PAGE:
Be aware, that only one @OnMessage per native message type is allowed; those are text, binary and pong. What does it mean? You can have two methods like this: @OnMessage login(Login lg); and @OnMessage message(Message m). BUT one must be transmitted as text, and the other one as binary, otherwise you’ll get an exception on deployment.

The ServerEndpoint will look like this:

@ServerEndpoint(value = "/twitter")

public class TwitterEndpoint {

   @Inject

   private TwitterRepositoryBean twitterRepo;

   @OnMessage

   public void handleChatMessage(Query query, Session session) {

TwitterResult result =    twitterRepo.getTwitterDataByQuery(query);

broadcastMessage(result,session);

   }

   private void broadcastMessage(TwitterResult result, Session session) {

       for (Session s : session.getOpenSessions()) {

           s.getBasicRemote().sendObject(result);

       }

   }

}

Now that we created the ServerEndpoint, the question is how to handle with types like Query and TwitterResult, as the native message format is binary and text. The solution for this is: message “encoder/decoder”. So we need one decoder who transforms the binary message to Query and one encoder who encodes the TwitterResult to binary.

public class QueryDecoder implements Decoder.Binary<Query> {

   public Query decode(ByteBuffer byteBuffer) throws DecodeException {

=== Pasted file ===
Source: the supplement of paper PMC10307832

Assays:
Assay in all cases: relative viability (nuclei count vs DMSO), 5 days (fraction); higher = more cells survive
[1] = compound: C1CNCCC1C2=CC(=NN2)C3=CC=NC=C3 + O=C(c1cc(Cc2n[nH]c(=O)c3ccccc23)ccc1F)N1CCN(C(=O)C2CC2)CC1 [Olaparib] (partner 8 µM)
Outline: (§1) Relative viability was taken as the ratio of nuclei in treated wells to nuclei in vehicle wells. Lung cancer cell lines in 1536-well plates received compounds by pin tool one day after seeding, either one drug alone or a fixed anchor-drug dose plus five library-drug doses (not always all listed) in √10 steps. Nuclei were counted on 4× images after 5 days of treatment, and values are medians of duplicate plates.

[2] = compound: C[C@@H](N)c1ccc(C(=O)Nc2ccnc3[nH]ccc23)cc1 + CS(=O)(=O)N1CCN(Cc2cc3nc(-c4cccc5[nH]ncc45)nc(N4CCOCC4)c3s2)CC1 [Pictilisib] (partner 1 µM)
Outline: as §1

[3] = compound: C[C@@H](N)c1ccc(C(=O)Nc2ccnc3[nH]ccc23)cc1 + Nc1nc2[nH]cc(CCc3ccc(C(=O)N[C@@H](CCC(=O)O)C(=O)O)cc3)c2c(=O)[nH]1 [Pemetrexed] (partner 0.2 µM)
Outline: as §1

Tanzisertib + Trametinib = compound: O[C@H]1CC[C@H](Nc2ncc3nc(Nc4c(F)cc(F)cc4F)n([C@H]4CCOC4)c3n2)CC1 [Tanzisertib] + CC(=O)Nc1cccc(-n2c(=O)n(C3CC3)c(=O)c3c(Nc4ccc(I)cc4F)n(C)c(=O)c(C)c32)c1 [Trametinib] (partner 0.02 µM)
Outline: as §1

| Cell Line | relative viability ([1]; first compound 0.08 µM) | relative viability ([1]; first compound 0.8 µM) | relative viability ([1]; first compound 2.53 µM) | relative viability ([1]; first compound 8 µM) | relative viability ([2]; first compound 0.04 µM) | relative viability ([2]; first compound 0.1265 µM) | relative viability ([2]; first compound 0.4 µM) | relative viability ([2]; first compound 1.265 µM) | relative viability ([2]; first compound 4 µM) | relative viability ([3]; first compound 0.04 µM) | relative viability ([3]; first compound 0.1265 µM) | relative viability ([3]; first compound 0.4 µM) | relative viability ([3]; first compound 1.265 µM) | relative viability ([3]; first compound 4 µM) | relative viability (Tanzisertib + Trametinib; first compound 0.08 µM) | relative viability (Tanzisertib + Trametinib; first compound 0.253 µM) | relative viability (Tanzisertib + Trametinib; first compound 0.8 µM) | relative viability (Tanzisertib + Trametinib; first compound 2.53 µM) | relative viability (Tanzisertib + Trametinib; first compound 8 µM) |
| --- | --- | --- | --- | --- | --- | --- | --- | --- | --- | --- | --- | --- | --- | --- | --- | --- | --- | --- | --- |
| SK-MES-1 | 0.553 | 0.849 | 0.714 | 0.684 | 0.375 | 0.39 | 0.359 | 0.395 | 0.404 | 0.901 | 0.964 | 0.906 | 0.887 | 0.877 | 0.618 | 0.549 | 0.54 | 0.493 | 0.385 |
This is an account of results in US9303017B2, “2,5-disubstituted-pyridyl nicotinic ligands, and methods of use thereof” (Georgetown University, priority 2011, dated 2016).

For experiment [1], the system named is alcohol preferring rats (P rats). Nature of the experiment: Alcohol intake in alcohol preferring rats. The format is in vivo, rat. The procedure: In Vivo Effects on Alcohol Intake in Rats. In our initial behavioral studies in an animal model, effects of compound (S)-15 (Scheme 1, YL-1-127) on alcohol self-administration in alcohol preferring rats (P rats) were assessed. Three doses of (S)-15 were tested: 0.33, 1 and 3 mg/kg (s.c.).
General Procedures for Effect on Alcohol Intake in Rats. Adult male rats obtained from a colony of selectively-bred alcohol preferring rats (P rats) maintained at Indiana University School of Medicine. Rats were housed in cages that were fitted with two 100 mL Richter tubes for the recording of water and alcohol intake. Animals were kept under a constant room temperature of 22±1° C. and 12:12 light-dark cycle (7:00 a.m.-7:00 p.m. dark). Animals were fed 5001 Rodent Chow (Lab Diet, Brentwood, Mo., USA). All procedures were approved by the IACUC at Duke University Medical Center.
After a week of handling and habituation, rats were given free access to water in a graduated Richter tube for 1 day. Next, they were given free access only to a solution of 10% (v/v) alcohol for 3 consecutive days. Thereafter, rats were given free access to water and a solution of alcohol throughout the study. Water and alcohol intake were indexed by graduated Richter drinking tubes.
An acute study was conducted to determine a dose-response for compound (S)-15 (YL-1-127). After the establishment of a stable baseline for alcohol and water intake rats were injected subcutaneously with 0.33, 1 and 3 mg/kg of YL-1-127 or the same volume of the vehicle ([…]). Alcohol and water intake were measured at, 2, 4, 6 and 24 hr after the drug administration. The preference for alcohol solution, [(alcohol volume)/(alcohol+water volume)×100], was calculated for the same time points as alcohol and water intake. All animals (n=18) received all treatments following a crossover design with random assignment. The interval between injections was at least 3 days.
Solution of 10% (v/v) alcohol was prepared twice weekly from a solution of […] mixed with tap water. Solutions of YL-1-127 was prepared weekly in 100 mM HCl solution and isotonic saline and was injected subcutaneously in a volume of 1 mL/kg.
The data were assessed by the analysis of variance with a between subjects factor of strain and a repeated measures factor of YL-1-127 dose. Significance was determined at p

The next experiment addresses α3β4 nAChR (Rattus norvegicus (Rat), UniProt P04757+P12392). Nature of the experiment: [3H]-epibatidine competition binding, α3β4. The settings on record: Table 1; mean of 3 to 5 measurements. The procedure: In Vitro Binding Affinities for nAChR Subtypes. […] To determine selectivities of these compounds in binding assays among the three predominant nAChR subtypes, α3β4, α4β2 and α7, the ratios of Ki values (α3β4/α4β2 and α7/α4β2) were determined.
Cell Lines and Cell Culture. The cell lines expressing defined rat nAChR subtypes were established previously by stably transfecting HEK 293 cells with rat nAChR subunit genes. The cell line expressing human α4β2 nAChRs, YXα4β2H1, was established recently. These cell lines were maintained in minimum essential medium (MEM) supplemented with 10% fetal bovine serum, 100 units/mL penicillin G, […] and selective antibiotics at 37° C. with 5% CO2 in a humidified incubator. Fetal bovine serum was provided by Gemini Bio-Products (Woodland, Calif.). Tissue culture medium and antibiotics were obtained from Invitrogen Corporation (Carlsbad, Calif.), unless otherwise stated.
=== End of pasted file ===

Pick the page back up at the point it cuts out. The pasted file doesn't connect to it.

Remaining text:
return (Query) SerializationUtils.deserialize(byteBuffer.array());

   }

   public boolean willDecode(ByteBuffer byteBuffer) {

       Object message = SerializationUtils.deserialize(byteBuffer.array());

       if (message == null) return false;

       return message instanceof Query;

   }

}

And the Encoder:

public class TwitterResultEncoder implements Encoder.Binary<TwitterResult> {

   public ByteBuffer encode(TwitterResult message) throws EncodeException {

       return ByteBuffer.wrap(SerializationUtils.serialize(message));

   }

}

To make the encoder/decoder usable for the endpoint we extend the @ServerEndpoint annotation like this:

@ServerEndpoint(value = "/twitter", decoders = {QueryDecoder.class},encoders = {TwitterResultEncoder.class})

So now we have a full working ServerEndpoint example which you can deploy on any JEE 7 compliant Application server.

Part 2: creating the JacpFX client and a ClientEndpoint